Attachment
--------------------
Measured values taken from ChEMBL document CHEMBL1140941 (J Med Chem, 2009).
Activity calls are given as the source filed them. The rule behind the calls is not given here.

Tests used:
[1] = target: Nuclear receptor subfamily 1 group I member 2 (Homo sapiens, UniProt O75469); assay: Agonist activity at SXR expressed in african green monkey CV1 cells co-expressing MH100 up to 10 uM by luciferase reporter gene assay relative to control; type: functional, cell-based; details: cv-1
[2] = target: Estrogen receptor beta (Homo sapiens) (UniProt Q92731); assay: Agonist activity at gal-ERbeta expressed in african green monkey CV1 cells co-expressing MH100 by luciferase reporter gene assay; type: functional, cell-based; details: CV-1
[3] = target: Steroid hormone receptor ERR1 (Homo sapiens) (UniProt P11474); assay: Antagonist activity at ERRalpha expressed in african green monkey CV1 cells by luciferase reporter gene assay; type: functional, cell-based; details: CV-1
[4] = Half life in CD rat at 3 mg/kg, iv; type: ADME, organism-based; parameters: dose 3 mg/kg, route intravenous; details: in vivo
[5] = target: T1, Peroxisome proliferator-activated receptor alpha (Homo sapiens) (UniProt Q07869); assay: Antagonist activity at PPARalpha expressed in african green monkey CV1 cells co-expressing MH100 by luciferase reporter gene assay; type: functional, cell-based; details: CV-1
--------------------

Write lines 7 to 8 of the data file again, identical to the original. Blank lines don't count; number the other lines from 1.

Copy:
[4] = Half life in CD rat at 3 mg/kg, iv; type: ADME, organism-based; parameters: dose 3 mg/kg, route intravenous; details: in vivo
[5] = target: T1, Peroxisome proliferator-activated receptor alpha (Homo sapiens) (UniProt Q07869); assay: Antagonist activity at PPARalpha expressed in african green monkey CV1 cells co-expressing MH100 by luciferase reporter gene assay; type: functional, cell-based; details: CV-1